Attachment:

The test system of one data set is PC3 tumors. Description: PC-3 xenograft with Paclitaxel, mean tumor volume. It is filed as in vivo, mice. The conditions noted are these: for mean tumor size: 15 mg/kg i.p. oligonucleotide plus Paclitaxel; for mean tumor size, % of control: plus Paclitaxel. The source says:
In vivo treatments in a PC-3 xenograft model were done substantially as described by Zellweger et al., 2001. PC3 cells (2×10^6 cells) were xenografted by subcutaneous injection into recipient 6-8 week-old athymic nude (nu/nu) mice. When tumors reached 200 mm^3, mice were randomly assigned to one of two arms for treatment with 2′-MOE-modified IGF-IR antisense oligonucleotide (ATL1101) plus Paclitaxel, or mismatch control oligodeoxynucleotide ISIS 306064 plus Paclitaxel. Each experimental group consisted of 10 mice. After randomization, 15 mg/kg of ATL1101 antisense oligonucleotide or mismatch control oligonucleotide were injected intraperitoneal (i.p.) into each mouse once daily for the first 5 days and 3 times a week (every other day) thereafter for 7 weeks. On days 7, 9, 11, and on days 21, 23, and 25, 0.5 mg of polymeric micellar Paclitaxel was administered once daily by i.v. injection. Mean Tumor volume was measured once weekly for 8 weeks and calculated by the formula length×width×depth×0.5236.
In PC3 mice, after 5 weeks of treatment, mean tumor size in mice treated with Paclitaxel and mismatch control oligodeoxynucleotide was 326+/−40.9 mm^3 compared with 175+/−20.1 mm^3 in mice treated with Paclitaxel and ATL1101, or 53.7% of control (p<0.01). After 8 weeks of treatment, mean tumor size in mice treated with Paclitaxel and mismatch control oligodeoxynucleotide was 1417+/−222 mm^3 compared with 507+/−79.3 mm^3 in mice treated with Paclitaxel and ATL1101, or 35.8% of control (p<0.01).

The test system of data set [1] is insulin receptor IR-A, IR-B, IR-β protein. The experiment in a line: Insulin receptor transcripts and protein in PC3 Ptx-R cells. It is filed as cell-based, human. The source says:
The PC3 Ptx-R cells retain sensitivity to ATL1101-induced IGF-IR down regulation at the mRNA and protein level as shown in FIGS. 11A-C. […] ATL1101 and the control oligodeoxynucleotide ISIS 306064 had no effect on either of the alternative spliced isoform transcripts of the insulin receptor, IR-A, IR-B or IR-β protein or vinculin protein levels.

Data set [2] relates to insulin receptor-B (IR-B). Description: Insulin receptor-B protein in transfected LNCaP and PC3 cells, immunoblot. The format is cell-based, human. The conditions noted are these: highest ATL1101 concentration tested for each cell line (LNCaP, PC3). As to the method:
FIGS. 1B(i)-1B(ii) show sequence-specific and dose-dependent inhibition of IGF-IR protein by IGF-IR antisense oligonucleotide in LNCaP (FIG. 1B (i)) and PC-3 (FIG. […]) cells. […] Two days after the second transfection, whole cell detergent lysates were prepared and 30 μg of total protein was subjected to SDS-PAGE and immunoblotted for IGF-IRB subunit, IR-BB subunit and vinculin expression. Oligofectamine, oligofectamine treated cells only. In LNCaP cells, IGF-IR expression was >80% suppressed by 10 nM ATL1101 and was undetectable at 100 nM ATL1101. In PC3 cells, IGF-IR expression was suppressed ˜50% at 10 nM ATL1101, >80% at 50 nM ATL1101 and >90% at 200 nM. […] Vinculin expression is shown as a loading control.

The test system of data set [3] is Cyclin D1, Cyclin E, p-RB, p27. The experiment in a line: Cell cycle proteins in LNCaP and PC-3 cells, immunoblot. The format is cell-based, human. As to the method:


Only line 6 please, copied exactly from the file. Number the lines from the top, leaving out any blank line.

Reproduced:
Data set [2] relates to insulin receptor-B (IR-B). Description: Insulin receptor-B protein in transfected LNCaP and PC3 cells, immunoblot. The format is cell-based, human. The conditions noted are these: highest ATL1101 concentration tested for each cell line (LNCaP, PC3). As to the method: